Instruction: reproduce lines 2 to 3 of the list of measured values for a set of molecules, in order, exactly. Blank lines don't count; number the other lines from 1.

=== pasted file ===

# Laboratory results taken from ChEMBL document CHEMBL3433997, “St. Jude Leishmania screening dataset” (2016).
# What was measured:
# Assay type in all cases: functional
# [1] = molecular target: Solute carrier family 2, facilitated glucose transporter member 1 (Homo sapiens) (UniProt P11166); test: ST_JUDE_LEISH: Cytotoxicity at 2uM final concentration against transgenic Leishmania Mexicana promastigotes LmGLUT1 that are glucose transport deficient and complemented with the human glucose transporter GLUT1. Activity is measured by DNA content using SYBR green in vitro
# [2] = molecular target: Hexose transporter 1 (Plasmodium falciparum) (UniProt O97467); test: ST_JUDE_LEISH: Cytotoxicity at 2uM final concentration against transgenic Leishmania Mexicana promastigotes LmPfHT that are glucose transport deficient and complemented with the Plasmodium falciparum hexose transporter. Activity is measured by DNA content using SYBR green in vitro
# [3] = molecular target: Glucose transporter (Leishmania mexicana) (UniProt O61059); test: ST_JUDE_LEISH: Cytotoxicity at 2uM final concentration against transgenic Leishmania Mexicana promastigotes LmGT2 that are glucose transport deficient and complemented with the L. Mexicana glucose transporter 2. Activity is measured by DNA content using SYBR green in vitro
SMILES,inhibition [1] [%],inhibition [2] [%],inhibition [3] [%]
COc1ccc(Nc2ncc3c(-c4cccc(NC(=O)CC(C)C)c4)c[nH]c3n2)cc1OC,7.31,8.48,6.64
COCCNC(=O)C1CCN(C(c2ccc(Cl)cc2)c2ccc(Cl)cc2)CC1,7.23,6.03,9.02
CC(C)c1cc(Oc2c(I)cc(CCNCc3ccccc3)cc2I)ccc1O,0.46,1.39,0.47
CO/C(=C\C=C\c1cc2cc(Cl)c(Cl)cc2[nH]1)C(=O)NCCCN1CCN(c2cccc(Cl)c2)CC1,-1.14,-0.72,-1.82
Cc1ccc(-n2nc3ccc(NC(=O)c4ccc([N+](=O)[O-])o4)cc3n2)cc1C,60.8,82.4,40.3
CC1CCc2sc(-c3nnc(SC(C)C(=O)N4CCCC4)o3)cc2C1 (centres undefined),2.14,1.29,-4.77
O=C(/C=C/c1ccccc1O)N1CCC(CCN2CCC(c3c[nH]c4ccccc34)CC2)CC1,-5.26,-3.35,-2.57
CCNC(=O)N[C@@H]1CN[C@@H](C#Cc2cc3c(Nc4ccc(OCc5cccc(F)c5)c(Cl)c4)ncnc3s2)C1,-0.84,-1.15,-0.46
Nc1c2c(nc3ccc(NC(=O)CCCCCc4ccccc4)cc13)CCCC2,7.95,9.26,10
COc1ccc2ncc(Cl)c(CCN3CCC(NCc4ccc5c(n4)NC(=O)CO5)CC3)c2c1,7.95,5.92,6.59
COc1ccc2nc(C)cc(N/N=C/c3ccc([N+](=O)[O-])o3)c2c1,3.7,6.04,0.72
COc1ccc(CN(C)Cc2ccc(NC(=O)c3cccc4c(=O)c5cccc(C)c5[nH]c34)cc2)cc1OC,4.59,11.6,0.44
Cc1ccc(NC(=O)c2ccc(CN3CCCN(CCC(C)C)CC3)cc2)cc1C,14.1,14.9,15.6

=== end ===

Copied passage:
# What was measured:
# Assay type in all cases: functional